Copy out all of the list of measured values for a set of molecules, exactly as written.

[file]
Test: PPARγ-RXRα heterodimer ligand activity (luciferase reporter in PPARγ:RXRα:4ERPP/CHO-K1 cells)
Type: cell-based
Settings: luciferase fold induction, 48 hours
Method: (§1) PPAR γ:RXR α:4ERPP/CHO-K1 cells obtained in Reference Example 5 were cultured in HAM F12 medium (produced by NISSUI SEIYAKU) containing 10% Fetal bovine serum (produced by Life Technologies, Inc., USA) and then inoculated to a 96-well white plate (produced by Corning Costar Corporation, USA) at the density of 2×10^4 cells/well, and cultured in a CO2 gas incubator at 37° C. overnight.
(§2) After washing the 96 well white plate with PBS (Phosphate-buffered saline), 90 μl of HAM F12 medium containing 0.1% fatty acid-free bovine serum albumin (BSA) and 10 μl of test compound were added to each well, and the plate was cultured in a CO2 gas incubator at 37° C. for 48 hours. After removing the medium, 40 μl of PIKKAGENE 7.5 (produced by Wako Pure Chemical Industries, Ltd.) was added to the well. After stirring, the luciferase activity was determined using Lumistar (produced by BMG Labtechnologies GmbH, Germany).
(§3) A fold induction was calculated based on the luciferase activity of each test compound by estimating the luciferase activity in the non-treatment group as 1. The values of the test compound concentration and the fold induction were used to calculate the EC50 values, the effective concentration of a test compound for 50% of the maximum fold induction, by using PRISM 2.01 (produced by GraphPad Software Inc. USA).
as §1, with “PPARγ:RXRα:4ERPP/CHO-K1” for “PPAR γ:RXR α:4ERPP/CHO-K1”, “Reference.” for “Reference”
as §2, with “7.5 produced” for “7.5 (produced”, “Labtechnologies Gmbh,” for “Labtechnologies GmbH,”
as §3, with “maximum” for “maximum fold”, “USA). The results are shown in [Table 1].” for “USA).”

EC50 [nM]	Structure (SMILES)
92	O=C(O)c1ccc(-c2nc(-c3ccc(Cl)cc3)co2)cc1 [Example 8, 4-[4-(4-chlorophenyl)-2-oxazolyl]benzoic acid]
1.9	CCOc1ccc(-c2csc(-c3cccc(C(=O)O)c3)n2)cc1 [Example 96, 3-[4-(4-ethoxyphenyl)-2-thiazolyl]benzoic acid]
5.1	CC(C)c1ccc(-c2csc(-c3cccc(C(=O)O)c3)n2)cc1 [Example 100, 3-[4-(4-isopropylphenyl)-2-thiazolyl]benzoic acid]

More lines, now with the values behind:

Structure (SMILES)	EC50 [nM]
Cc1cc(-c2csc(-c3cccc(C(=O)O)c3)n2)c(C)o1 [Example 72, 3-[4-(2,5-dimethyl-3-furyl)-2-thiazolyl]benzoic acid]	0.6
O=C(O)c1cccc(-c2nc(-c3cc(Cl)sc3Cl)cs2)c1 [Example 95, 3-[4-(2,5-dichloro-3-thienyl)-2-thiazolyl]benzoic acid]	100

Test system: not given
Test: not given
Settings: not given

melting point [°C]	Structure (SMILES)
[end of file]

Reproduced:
Test: PPARγ-RXRα heterodimer ligand activity (luciferase reporter in PPARγ:RXRα:4ERPP/CHO-K1 cells)
Type: cell-based
Settings: luciferase fold induction, 48 hours
Method: (§1) PPAR γ:RXR α:4ERPP/CHO-K1 cells obtained in Reference Example 5 were cultured in HAM F12 medium (produced by NISSUI SEIYAKU) containing 10% Fetal bovine serum (produced by Life Technologies, Inc., USA) and then inoculated to a 96-well white plate (produced by Corning Costar Corporation, USA) at the density of 2×10^4 cells/well, and cultured in a CO2 gas incubator at 37° C. overnight.
(§2) After washing the 96 well white plate with PBS (Phosphate-buffered saline), 90 μl of HAM F12 medium containing 0.1% fatty acid-free bovine serum albumin (BSA) and 10 μl of test compound were added to each well, and the plate was cultured in a CO2 gas incubator at 37° C. for 48 hours. After removing the medium, 40 μl of PIKKAGENE 7.5 (produced by Wako Pure Chemical Industries, Ltd.) was added to the well. After stirring, the luciferase activity was determined using Lumistar (produced by BMG Labtechnologies GmbH, Germany).
(§3) A fold induction was calculated based on the luciferase activity of each test compound by estimating the luciferase activity in the non-treatment group as 1. The values of the test compound concentration and the fold induction were used to calculate the EC50 values, the effective concentration of a test compound for 50% of the maximum fold induction, by using PRISM 2.01 (produced by GraphPad Software Inc. USA).
as §1, with “PPARγ:RXRα:4ERPP/CHO-K1” for “PPAR γ:RXR α:4ERPP/CHO-K1”, “Reference.” for “Reference”
as §2, with “7.5 produced” for “7.5 (produced”, “Labtechnologies Gmbh,” for “Labtechnologies GmbH,”
as §3, with “maximum” for “maximum fold”, “USA). The results are shown in [Table 1].” for “USA).”

EC50 [nM]	Structure (SMILES)
92	O=C(O)c1ccc(-c2nc(-c3ccc(Cl)cc3)co2)cc1 [Example 8, 4-[4-(4-chlorophenyl)-2-oxazolyl]benzoic acid]
1.9	CCOc1ccc(-c2csc(-c3cccc(C(=O)O)c3)n2)cc1 [Example 96, 3-[4-(4-ethoxyphenyl)-2-thiazolyl]benzoic acid]
5.1	CC(C)c1ccc(-c2csc(-c3cccc(C(=O)O)c3)n2)cc1 [Example 100, 3-[4-(4-isopropylphenyl)-2-thiazolyl]benzoic acid]

More lines, now with the values behind:

Structure (SMILES)	EC50 [nM]
Cc1cc(-c2csc(-c3cccc(C(=O)O)c3)n2)c(C)o1 [Example 72, 3-[4-(2,5-dimethyl-3-furyl)-2-thiazolyl]benzoic acid]	0.6
O=C(O)c1cccc(-c2nc(-c3cc(Cl)sc3Cl)cs2)c1 [Example 95, 3-[4-(2,5-dichloro-3-thienyl)-2-thiazolyl]benzoic acid]	100

Test system: not given
Test: not given
Settings: not given

melting point [°C]	Structure (SMILES)